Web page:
COLUMBUS—This week, State Senator Kenny Yuko (D-Richmond Heights) introduced “The Ohio Worker’s Rights Act”, Senate Bill 25, to raise Ohio’s minimum wage, expand overtime protection and prevent employee misclassification. The bill is a multi-pronged approach to improving worker’s rights in Ohio and a priority for the Ohio Senate Democratic Caucus for the 131st General Assembly.
“Ohio workers have suffered from stagnant wages and this legislation would give them relief,” said Senator Yuko. “It is time for the General Assembly to take action and empower workers whose paychecks, benefits, and well-being have been eroding for decades.”
Provisions in Senate Bill 25 would increase Ohio’s minimum wage and overtime compensation to inflation adjusted levels based on the 1975 update of the Fair Labor Standards Act. They would also do the following:
Raise the Minimum Wage—Helping the Working Poor 
Increase Ohio’s minimum wage from $8.05 to $10.10 an hour, adjusting to changes in inflation each year.

  • Of those who would be affected by the increase—56% are women, 86% are over 20 years old and 82% work more than 20 hours weekly. (Source: Policy Matters Ohio)
  • The additional wages would stimulate Ohio’s economy generating over $977 million. (Source: Policy Matters Ohio)
  • An estimated 88,580 Ohio’s would no longer need food stamps, saving $153.9 million in Ohio. (Source: Policy Matters Ohio)

Expand Overtime Compensation—Helping the Middle Class to Build Strong Families
Increase the threshold for overtime compensation for salaried employees from $23,000 to $50,000 in first year, then to $69,000 in following years.

  • In 2015, only workers earning an annual income of under $23,660 qualify for mandatory overtime, or around $455 a week-- only $2 a week above the poverty level for a family of four. (Source: Economic Policy Institute)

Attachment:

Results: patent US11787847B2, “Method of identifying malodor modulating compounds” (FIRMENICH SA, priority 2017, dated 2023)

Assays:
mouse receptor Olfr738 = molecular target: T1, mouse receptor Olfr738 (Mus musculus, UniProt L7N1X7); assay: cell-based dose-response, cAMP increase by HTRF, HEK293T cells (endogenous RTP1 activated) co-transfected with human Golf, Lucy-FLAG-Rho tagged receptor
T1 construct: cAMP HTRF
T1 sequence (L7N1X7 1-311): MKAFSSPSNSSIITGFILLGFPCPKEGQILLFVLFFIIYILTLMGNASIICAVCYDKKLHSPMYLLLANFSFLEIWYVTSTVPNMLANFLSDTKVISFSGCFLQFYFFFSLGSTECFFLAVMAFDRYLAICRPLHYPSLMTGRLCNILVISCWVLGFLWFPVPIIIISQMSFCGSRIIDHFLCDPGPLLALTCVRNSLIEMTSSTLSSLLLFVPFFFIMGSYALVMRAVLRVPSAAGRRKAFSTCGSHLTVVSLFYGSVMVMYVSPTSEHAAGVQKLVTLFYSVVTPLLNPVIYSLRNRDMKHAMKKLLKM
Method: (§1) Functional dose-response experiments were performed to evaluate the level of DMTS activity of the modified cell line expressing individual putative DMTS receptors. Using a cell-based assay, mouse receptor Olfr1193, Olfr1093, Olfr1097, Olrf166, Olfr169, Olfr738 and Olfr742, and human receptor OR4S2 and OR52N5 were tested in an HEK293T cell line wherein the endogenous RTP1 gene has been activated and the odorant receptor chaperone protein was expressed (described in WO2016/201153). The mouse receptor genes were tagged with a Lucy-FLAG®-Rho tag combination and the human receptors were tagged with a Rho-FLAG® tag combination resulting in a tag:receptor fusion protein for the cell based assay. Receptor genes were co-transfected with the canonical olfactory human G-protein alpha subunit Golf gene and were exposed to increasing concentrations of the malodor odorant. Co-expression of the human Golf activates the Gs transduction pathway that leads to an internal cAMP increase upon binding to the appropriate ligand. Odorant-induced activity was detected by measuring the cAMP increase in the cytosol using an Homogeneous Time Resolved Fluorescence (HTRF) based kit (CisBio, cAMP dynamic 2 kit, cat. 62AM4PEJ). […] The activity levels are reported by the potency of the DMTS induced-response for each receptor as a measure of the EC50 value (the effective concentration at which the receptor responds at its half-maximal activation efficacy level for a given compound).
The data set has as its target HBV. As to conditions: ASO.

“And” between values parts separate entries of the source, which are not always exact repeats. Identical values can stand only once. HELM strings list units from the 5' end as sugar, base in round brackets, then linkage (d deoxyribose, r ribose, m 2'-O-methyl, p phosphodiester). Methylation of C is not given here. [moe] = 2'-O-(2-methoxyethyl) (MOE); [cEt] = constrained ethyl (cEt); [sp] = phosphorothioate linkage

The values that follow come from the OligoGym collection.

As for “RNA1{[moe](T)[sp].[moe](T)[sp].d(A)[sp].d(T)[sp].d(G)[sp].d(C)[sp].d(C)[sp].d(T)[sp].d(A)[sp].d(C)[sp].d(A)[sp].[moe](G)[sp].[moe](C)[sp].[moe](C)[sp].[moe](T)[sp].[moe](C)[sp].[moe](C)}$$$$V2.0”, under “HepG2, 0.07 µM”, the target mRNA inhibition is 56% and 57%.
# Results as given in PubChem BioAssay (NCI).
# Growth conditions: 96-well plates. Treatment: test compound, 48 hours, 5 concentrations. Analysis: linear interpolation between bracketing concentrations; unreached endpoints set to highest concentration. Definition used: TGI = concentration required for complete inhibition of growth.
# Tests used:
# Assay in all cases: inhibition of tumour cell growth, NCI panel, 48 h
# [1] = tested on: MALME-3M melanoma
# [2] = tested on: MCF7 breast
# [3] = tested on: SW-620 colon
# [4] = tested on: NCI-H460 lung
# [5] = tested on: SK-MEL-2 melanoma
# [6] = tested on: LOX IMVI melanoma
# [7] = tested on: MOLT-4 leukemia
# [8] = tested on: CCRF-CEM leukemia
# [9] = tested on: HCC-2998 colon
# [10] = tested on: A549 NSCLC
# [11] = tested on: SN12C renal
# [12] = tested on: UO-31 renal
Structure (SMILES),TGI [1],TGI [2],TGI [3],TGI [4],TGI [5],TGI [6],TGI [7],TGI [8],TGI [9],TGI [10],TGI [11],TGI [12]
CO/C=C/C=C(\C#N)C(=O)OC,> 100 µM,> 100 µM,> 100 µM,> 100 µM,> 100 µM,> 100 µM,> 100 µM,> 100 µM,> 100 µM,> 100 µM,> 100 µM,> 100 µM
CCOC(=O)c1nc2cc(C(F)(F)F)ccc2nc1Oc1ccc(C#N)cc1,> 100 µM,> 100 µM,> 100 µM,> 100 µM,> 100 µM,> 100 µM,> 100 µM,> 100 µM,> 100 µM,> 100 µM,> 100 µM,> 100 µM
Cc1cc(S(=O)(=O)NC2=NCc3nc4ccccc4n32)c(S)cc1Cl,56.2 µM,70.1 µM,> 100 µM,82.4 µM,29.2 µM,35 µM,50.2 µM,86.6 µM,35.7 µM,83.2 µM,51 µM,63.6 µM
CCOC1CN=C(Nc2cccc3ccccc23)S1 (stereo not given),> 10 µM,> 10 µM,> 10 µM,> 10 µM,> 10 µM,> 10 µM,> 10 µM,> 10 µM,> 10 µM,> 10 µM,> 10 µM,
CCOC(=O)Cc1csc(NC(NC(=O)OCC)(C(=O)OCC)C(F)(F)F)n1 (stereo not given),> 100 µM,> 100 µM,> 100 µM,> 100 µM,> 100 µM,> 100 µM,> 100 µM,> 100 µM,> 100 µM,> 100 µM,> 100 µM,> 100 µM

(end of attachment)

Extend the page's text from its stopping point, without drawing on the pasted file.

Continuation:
Employment Reclassification—Create A Better Playing Field for Collaboration & Clarity 

  • Replace the definition of “employee” in the Minimum Fair Wage Standards Law and the Industrial Commission and Bureau of Workers’ Compensation Law.
  • Adds the definition of “employee” created under the bill to the Bimonthly Pay Law, the Prevailing Wage Law, the Unemployment Compensation Law, and the Income Tax Law.
  • Prohibits any person from requiring or requesting an individual to enter into an agreement or sign a document that does not accurately reflect the Individual’s relationship with an employer.
  • Prohibits an employer from retaliating against an individual who seeks employment protection and creates criminal and civil penalties for individuals who violate proposed employment provisions.

“Raising the minimum wage boosts consumer spending, generating higher sales revenue for local businesses and promoting economic growth,” said Yuko. “Likewise, working to provide adequate compensation for overtime hours worked and giving clear guidance to workers and employers on their status sends a signal that we care about the future of our citizens.”
Senate Bill 25 is co-sponsored by all members of the Ohio Senate Democratic Caucus and has been assigned to the Senate Transportation, Commerce & Labor for future hearings.

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